The World Molecular Imaging Society is an international scientific educational organization dedicated to the understanding of biology and medicine through multimodal in vivo imaging of cellular and molecular events involved in normal and pathologic processes and utilization of quantitative molecular imaging in patient care.
The World Molecular Imaging Society (WMIS) was established in 2011 by integrating the Academy of Molecular Imaging and the Society for Molecular Imaging into a single streamlined society focused on advancing the field of molecular imaging (MI). Within a relatively short time, the WMIS has significantly expanded its global footprint in this field by building and expanding upon existing strengths and infrastructures of these two organizations.
H. Charles Manning, PhD
Professor, Department of Cancer Systems Imaging
Scientific Director of the Center for Advanced Biomedical Imaging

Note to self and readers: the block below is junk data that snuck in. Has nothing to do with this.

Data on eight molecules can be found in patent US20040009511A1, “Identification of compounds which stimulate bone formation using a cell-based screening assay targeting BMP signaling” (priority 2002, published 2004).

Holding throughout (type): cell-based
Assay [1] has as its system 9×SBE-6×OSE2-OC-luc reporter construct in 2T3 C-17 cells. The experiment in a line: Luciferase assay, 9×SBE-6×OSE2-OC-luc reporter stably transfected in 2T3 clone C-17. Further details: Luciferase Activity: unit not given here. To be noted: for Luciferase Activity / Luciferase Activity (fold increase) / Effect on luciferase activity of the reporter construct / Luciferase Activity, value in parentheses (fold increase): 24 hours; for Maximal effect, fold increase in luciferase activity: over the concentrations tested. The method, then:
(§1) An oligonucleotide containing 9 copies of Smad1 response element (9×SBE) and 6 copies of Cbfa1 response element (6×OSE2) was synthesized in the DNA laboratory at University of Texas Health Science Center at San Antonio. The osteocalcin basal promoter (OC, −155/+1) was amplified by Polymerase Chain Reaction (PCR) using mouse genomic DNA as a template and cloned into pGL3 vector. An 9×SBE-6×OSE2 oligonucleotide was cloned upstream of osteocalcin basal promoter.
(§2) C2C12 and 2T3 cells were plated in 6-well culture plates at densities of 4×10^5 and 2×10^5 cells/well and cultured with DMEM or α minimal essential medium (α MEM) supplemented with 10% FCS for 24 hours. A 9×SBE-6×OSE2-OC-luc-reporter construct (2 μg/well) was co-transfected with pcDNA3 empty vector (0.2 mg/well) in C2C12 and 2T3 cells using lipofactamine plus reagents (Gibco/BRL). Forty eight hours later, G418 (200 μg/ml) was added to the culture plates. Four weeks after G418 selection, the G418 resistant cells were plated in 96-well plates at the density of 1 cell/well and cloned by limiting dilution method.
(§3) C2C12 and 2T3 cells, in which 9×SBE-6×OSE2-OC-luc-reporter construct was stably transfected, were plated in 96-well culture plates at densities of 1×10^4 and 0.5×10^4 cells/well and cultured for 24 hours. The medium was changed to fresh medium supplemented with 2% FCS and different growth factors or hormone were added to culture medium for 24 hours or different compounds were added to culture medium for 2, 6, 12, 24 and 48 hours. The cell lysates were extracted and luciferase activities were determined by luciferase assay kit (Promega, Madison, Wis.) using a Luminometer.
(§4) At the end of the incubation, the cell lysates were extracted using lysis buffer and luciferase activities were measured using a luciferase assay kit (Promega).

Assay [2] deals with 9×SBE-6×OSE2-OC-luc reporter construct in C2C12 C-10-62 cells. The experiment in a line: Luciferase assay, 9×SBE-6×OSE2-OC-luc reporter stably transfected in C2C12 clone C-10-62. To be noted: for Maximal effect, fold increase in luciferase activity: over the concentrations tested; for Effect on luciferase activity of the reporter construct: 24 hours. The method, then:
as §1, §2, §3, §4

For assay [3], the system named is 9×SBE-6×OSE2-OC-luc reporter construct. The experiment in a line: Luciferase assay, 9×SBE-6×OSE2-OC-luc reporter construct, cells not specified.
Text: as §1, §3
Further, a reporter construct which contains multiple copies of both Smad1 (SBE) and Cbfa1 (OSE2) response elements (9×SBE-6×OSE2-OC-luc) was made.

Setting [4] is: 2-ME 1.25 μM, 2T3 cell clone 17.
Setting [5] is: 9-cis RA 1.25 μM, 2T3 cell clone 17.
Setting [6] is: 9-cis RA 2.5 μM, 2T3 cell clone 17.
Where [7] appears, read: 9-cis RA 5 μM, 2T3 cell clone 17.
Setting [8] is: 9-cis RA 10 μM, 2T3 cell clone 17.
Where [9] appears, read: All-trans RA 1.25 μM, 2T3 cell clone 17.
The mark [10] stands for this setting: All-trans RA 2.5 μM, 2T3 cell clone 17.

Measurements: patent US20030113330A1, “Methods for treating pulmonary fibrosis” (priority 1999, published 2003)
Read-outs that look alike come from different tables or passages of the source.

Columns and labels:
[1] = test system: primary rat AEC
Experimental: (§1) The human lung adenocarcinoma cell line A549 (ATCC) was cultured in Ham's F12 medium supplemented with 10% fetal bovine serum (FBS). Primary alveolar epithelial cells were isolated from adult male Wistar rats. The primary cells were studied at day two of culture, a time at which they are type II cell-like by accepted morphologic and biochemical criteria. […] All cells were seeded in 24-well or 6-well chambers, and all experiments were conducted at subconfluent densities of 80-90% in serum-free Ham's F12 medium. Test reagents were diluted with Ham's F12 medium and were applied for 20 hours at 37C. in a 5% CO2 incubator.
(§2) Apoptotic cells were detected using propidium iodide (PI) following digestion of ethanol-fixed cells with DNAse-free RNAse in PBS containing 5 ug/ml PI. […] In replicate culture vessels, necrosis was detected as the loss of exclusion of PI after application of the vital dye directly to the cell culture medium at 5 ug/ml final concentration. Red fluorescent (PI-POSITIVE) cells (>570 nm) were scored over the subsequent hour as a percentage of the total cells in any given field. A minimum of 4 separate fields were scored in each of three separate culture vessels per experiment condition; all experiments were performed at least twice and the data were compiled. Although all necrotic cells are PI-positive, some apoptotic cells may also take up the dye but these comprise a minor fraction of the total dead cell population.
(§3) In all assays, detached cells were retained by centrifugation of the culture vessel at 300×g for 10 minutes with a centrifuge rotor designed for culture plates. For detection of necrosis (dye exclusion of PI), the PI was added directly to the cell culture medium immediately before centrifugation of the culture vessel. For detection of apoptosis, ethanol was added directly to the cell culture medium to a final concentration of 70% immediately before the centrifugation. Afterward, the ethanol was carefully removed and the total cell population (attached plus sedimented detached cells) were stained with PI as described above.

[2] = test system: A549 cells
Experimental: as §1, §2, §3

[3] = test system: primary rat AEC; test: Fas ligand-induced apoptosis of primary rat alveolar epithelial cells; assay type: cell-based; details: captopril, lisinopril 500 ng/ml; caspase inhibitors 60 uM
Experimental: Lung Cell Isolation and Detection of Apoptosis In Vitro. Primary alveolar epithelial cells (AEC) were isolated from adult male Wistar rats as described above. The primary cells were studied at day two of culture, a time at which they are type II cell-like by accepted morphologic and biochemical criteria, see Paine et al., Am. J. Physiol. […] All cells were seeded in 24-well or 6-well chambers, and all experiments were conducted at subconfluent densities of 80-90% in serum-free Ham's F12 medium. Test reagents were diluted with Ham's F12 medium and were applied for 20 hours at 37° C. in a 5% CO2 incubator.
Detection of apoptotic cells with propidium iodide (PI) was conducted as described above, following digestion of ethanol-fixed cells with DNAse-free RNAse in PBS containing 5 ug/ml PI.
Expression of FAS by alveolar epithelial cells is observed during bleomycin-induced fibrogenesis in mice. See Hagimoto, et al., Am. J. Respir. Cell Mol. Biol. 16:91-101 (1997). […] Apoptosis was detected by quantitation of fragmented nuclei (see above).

Director of the Cyclotron Radiochemistry Facility
MD Anderson Cancer Center
H. Charles Manning is a chemist with a background in radiochemistry, medicinal chemistry and imaging science. Continuously supported by the National Cancer Institute (NCI) throughout his career, as well as the Department of Defense, industry and philanthropy partners, Dr. Manning’s lab discovers and translates radiopharmaceuticals for imaging and therapy.
After beginning his independent research career at Vanderbilt in 2006, the Manning Laboratory was recruited to MD Anderson Cancer Center in Houston, Texas in September, 2020. At MD Anderson, Dr. Manning is a Professor in the Department of Cancer Systems Imaging and serves as the Scientific Director of the Center for Advanced Biomedical Imaging (CABI) and Director of the Cyclotron Radiochemistry Facility. He co-leads the Institutional Theranostics Program and is a Cancer Prevention and Research Institute of Texas (CPRIT) Scholar.
Many radiopharmaceutical- and drug development-based projects in the Manning laboratory focus on molecular targets related to cancer cell metabolism, with current emphases on solute carrier-based amino acid transport. In addition to these biologically- and clinically-driven programs, the Manning laboratory is developing new radiochemistry technologies that enable dose-scale radiopharmaceutical production using inexpensive and disposable microfluidic devices.